My next favorite method is negative punishment. Those words, especially when together, seem so ... well... negative. In scientific terms, however, negative punishment means you simply remove your dog (or something they want or like) in order to stop a behavior you don’t want. I love to use negative punishment as a way to extinguish newly developed unwanted behaviors. It works great for things like attention barking (remove social contact so the barking stops), or mugging for meals (remove bowl if dog jumps in excitement.... thus the dog learns food things go away for being rude). Negative punishment is necessary when working on impulse control and when training in new environments. It is a minimally invasive training strategy that introduces the dog to consequences while learning.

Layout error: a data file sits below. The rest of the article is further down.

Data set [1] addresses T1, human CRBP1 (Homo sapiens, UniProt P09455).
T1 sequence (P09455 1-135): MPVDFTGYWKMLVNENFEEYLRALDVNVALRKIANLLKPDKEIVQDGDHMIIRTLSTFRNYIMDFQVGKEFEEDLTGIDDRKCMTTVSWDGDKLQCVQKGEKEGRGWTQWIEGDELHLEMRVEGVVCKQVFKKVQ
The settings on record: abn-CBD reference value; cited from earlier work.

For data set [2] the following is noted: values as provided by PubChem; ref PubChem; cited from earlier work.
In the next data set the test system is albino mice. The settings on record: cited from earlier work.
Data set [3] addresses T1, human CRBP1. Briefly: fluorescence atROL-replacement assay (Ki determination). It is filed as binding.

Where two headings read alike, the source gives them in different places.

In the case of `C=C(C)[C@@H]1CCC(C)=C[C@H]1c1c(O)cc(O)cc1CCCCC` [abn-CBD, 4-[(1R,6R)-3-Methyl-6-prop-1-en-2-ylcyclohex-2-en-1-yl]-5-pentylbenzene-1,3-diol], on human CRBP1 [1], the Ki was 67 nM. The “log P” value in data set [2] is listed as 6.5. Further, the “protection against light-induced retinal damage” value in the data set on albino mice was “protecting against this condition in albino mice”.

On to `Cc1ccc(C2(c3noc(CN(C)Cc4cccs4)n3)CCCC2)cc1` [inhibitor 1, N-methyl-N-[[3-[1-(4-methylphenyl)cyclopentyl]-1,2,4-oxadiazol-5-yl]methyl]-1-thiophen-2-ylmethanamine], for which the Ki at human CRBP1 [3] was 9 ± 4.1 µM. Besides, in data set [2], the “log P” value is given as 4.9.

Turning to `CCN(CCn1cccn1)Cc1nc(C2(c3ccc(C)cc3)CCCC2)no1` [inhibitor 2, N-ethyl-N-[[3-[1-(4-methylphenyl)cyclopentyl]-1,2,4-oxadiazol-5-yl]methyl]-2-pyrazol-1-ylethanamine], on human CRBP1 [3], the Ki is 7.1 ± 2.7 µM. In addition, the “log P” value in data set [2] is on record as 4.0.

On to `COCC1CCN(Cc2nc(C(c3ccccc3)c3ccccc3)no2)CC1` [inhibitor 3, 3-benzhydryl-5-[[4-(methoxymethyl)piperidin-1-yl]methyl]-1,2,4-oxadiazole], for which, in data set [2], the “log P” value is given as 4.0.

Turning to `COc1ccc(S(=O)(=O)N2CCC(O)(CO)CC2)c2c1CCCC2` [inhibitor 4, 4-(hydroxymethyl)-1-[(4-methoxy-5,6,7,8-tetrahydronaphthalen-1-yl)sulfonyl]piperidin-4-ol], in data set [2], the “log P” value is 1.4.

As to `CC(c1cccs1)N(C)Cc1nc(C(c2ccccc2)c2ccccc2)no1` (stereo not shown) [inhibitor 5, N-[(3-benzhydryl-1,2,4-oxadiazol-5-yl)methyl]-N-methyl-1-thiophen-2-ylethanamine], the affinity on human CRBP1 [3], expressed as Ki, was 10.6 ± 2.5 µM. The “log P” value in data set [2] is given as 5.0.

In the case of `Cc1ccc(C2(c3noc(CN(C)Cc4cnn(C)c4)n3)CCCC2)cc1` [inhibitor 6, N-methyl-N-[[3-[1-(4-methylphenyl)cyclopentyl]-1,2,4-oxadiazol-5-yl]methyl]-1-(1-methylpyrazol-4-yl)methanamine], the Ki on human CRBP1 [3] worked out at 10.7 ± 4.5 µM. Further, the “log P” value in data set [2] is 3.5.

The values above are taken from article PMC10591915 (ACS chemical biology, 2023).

Negative reinforcement simply means something unpleasant, uncomfortable, or stressful is removed once the dog behaves in a desired way. This method is popular in horseback riding - the pressure of the bit is removed as soon as the horse complies. This method can be extremely effective, but more experienced handling is required. Negative reinforcement is used when working on loose lead walking with a training aid. When the dog pulls, pressure is exerted; as soon as the dog complies with a loose leash, pressure is removed. Tools commonly used with negative reinforcement include gentle leaders, prong collars, front clip harnesses, and e-collars. Negative reinforcement is great if your dog has a solid foundation using positive reinforcement. This method is highly effective when working through distractions or on duration of a command (like stay, wait, and recall). A critical part of negative reinforcement is giving the dog the option and choice to avoid the negative consequence. This is what I use (with positive reinforcement) in advanced and off-leash training. By using positive and negative reinforcement you are giving the dog more information as tasks get harder, while still rewarding good behavior and responses.